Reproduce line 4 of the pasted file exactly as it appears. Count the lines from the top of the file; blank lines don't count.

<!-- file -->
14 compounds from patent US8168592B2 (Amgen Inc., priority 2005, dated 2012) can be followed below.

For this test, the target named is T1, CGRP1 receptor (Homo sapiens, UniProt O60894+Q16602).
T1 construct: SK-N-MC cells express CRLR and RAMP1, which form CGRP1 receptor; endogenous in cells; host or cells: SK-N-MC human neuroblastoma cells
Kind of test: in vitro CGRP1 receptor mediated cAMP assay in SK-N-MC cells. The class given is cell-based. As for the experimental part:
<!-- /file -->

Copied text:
Kind of test: in vitro CGRP1 receptor mediated cAMP assay in SK-N-MC cells. The class given is cell-based. As for the experimental part: